Stocking stuffers. What a brilliant concept. If I celebrated Christmas, I wouldn’t even bother getting a tree. I would just buy each member of my family a huge, T-Rex-sized stocking. And fill it with lots of little things. Trinkets. Gadgets. Knick knacks. Honestly, this seems like more fun than the big stuff. Anybody with me? Anyone? (It was worth a shot.)
Why do I mention this? Because I haven’t been able to focus on writing a real blog post this week. I’ve been too distracted. Trying to keep an eye on my one-year-old daughter, Emma, who is writing a guest post for next week. (She keeps pounding away on the laptop and mumbling something about New Year’s . . .) So, in the absence of anything well formulated, I offer this: little snippets of my fumbling existence. The blog version of stocking stuffers.
While putting Jacob, my four-year-old, to bed . . .
Jacob: Mommy, I’m bleeding!
Me: What?!? Where?
Jacob: Mommy, sometimes you say you’re bleeding because you have a boo boo. And sometimes you say you’re bleeding because you don’t want Mommy to leave after she gives you hugs and kisses.
(This child will never make a living playing poker.)
Jacob: Mommy, how come Santa brings kids presents they want on Christmas?
Me: What do you mean?
Jacob: How come Santa sneaks into houses and leaves presents that kids WANT on Christmas?
Me: Why wouldn’t he bring them things they want? Didn’t you get presents you wanted on Hanukkah?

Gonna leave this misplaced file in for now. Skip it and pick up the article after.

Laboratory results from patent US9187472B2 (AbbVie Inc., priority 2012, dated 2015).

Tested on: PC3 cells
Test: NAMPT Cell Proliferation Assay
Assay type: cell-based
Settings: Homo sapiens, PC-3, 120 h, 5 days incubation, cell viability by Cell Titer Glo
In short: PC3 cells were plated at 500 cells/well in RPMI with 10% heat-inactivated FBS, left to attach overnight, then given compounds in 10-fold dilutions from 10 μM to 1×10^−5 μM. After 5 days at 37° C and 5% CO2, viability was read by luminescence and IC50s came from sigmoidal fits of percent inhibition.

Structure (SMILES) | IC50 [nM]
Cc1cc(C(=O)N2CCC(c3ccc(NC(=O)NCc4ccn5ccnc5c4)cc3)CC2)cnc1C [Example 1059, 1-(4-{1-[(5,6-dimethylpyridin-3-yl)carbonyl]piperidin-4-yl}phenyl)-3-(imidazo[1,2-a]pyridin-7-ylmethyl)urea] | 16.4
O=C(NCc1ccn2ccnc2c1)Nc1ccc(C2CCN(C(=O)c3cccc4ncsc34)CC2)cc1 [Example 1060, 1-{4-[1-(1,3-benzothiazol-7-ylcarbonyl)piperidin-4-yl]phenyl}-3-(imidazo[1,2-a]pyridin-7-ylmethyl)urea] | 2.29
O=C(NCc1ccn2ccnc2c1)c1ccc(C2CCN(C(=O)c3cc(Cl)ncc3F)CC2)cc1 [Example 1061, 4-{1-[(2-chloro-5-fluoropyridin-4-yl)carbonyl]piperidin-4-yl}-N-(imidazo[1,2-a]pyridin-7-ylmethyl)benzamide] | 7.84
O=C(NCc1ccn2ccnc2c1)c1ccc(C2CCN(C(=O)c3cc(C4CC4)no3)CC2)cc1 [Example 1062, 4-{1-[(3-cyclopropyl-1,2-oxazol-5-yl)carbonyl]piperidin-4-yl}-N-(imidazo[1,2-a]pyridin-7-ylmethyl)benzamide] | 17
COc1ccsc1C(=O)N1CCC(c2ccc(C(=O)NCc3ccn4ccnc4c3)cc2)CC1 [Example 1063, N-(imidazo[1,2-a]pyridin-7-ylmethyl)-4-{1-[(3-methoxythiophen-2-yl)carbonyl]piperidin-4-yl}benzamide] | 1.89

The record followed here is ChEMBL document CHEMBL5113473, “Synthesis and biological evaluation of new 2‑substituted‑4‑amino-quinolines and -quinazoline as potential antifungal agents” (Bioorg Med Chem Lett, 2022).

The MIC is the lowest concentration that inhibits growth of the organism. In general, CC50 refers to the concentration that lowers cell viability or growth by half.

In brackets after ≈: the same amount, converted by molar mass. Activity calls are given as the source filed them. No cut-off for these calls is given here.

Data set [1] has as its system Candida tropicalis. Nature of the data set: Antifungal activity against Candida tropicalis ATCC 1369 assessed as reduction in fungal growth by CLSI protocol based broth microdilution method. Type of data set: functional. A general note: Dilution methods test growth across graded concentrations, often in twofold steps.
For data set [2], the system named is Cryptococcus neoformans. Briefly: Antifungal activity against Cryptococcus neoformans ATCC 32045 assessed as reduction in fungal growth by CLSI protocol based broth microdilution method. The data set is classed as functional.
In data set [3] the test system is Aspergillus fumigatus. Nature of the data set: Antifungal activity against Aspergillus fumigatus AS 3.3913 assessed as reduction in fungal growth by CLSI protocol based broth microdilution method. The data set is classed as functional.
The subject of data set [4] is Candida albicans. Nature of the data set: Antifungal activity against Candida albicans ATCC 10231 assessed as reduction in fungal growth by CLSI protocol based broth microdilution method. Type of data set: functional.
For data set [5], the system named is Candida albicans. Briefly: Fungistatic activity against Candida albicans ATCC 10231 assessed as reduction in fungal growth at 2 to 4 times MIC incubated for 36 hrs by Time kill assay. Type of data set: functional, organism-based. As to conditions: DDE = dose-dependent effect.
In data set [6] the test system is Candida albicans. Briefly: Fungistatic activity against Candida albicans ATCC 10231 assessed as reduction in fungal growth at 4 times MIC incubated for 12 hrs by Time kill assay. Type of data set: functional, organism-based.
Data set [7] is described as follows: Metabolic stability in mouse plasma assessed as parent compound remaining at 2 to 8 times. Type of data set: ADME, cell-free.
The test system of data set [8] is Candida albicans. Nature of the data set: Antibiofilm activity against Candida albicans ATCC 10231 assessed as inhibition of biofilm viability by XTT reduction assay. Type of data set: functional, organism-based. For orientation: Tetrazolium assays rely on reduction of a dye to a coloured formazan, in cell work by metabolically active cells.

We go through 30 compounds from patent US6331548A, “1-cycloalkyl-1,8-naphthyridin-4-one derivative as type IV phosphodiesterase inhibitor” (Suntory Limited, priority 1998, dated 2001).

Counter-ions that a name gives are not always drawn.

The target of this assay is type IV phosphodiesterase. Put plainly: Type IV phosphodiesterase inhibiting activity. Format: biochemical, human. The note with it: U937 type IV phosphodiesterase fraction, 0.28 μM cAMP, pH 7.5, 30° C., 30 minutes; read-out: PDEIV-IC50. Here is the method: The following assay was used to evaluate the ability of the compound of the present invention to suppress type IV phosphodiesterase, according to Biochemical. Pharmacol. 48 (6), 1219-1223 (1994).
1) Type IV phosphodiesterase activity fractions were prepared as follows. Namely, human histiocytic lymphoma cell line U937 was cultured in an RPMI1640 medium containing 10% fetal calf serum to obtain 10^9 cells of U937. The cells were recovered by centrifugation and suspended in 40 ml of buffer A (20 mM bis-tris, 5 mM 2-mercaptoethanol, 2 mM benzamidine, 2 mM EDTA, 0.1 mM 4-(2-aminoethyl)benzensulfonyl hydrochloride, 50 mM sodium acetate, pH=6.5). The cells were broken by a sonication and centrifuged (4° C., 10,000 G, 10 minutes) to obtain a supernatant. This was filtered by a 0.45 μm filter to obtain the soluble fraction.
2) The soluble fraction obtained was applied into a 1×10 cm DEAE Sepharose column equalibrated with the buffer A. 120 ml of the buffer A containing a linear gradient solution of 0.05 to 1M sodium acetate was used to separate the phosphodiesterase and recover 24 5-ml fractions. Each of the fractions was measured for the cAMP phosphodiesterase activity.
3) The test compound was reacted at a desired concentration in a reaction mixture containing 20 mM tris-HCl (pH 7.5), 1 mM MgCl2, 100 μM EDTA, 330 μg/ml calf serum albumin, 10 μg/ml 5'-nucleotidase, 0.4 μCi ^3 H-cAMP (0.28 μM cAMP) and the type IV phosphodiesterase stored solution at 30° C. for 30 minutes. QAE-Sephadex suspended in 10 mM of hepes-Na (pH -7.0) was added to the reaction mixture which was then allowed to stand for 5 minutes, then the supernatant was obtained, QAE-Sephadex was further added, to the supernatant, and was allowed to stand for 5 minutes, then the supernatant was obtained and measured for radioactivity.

Me: Oh. Well, what did you want?
Jacob: A Christmas tree!
In other news, my efforts to instill a Jewish identity in my son are going REALLY well.
Driving Jacob home from preschool, we had this conversation.
Jacob: Mommy, how come animals don’t have fingers and toes.
Me: Well, most animals have other things, like paws or fins. But some animals, like chimpanzees, have fingers and toes.
Jacob: How come chimpanzees have fingers and toes like us?
At this point I gave a rambling explanation that touched on dinosaurs, evolution and opposable thumbs. I’m not sure it even made sense to me.
There was a long pause.
Jacob: Can you please stop talking and just drive?
Done and done.
Jacob plunked himself into Dan’s lap and tried to convince Dan to roll backward and give him a ride.
Jacob: Daddy, let’s do that thing that hurts your back!
(This child will never make a living in marketing.)
Jacob’s report on what happened in school . . .
Jacob: We asked questions about skunks because there was a skunk near the playground yesterday. And the teachers had a book about skunks.
Me: What was your question?
Jacob: How do skunks sleep– curled up or stretched out?
Me: That’s a great question. What was the answer?
Jacob: It wasn’t in the book. Clayton said “curled up” but I don’t think that’s right.
Me: Why not?
Jacob: Because then the teacher said “THAT’S interrupting”.
Cue laughter. Mostly mine.
Jacob: Mommy, this is SERIOUS.
Okay, entirely mine.
Jacob: You’re being RUDE.
Jacob, Emma and I were at the home of a little girl that Jacob often plays with. Emma picked up one of her baby dolls. Then both Jacob and the girl decided that they wanted it.
Girl: Emma, do you want to play with me . . . with that doll?
Jacob: No Emma, play with ME!
Emma stood between Jacob and the girl, bewildered. Clutching the doll.
Girl: She said “yes” when I asked her. She wants to play with ME.
Jacob: NO. She wants to play with me because I’M. HER. BROTHER.
Girl: Yeah, but brothers and sisters FIGHT. She wants to play with me.
Jacob: She DOES NOT bite.
Girl: I said fight.
Jacob: Oh. She doesn’t fight either.
Emma quickly toddled away. Talk to the diaper, people. Talk to the diaper.
If you are celebrating a holiday this week, I hope enjoy it. If not, be sure to support your local Chinese restaurant. Tribe members– you know what I’m talking about. (See you at the movies.)